Book – Close Enough to Touch by Colleen Oakley is the wonderfully whimsical story of a girl who is allergic to human touch. Young Jubilee Jenkins was an oddity in her small town, due to an allergy that seemed too ridiculous to be true. Doctors diagnosed her with a severe allergy to physical contact to other humans. Her body lacked something that all humans possess, an unfortunate reality that caused her to break out in hives at even the lightest touch. As a child, a fatal event nearly takes her life, and so Jubilee becomes untouchable, living alone and hidden from the world for nine years. When her mother passes unexpectedly, Jubilee must finally face the world on her own. Finding solace in her very first job as a Circulation Clerk at the local library, Jubilee slowly begins to open up after an encounter with a struggling divorced father named Eric.
There were a lot of things I liked about this book. I thought the concept was really unique. As soon as I opened the book jacket and read “allergic to touch,” I was hooked. I’m also a sucker for stories involving libraries or working in libraries, so this novel was a good match for me. The only thing that really bothered me was that I thought it ended much too soon and abruptly.
DVD- Danielle was raised from a very young age as a servant to her new stepmother after her loving French nobleman father dies unexpectedly. She has also inherited 2 step sisters. Jacqueline is a shy soft spoken sister with a true heart. Marguerite on the other hand is a loud, obnoxious, spoiled rat of a human being. Danielle learns to find happiness her life and takes care of her own. Unfortunately her evil stepmother sells her friend (another servant) to pay debts. Danielle decides the only way to get him back is to dress above her station and demand her “servant” be released and pay the debt owed with money she received from an impromptu run in with the future King of France, Prince Henry. The penalty for this crime of pretending she is more than she really is will be death. She must pull herself together and not let anyone know she is terrified and totally faking it. She catches the eye of Prince Henry, and soon they start dating. However he knows her as royalty, not the lowly commoner she truly is. Will he understand? Will he accept her?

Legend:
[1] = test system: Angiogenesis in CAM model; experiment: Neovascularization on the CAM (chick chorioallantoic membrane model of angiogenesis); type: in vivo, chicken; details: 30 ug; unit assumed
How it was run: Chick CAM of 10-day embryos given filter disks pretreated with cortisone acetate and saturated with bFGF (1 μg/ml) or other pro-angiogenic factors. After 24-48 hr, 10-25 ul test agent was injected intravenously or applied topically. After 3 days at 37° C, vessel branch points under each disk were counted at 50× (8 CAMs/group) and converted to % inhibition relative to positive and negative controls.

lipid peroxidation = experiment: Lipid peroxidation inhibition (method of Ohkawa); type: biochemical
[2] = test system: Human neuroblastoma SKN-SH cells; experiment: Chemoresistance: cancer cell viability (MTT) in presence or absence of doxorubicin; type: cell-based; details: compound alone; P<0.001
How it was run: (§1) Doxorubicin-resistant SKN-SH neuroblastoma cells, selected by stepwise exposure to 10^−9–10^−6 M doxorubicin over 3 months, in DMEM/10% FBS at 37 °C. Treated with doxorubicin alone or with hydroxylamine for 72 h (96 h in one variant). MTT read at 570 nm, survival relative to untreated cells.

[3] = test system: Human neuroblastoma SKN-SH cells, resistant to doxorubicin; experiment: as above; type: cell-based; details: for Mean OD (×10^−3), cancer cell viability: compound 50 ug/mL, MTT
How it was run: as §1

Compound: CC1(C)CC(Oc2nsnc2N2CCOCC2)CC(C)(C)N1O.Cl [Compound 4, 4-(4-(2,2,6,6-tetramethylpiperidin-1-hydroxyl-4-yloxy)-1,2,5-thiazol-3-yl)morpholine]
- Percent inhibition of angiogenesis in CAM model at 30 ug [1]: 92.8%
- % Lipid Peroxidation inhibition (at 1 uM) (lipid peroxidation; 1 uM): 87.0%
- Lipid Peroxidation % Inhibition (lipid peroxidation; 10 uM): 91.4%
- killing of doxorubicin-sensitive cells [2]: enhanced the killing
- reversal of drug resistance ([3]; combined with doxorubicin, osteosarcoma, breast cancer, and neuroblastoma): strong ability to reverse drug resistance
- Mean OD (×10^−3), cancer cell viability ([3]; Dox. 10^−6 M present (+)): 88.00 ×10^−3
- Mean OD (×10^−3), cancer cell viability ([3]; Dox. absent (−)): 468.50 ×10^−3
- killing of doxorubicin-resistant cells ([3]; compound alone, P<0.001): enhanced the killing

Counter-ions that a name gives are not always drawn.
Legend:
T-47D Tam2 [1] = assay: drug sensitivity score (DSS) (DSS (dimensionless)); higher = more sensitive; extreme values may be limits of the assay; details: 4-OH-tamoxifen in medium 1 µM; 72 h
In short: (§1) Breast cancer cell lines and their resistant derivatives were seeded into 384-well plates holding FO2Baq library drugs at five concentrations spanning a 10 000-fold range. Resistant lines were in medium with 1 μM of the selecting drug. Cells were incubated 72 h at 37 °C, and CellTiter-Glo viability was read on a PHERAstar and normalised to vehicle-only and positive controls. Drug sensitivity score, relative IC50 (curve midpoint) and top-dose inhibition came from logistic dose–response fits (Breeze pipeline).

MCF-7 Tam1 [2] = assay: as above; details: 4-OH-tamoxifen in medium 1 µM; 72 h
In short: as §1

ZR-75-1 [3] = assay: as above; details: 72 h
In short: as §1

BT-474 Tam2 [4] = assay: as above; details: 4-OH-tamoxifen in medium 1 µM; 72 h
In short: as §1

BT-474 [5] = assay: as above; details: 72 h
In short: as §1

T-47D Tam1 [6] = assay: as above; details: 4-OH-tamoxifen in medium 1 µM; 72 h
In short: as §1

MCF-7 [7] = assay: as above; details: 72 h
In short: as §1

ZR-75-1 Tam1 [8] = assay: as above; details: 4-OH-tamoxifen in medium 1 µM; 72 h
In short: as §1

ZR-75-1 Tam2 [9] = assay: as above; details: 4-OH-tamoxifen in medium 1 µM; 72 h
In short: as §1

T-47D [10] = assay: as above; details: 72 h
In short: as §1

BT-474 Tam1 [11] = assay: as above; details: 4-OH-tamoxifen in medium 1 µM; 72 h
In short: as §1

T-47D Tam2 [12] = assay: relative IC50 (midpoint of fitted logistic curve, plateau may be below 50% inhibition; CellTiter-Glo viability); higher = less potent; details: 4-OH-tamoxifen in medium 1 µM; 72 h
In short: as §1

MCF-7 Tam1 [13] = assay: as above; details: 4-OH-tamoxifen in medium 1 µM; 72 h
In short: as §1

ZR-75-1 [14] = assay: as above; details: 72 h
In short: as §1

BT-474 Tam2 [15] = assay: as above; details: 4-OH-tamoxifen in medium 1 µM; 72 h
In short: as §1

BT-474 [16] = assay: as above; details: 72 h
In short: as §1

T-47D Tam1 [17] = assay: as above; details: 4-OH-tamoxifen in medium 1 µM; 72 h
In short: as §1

This is by far my most favorite movie of all time. Yes it is a Cinderella story, but its not animated. I enjoy the story as a whole, but really appreciate the costumes and sets of this movie. I gives me a peak into the history of what life was like back in those days. I feel there is no one better suited to play Danielle than the one and only Drew Barrymore in this amazing fairy tail Ever After- A Cinderella Story.
Movie- Young widow Amelia has struggled to raise her difficult 6-year-old son Sam alone since her husband died the day Sam was born. Sam is a very stressed out (and stressful) kid–he brings homemade weapons to school, fears imaginary monsters, acts out constantly, and generally runs roughshod over the listless, colorless Amelia. Things intensify, though, when Amelia reads him a bedtime story from a creepy storybook that has appeared on his shelf, Mister Babadook. Both Amelia and Sam are disturbed by the monster in the story, who Sam quickly becomes convinced is stalking them. The presence of the Babadook becomes slowly more pervasive throughout the movie until it finally takes over.
I was particularly struck by how quickly one’s perceptions of the characters change. I was initially annoyed by Sam but by the end of the movie felt quite protective towards him. The settings in the movie are excellent as well: they are claustrophobic and oppressive, especially inside Amelia and Sam’s house. The Babadook will appeal to people who typically aren’t fans of horror movies. It is mercifully short on scare chords, cheap made-you-jumps, and gore, but still plenty terrifying on a psychological level and full of suspense.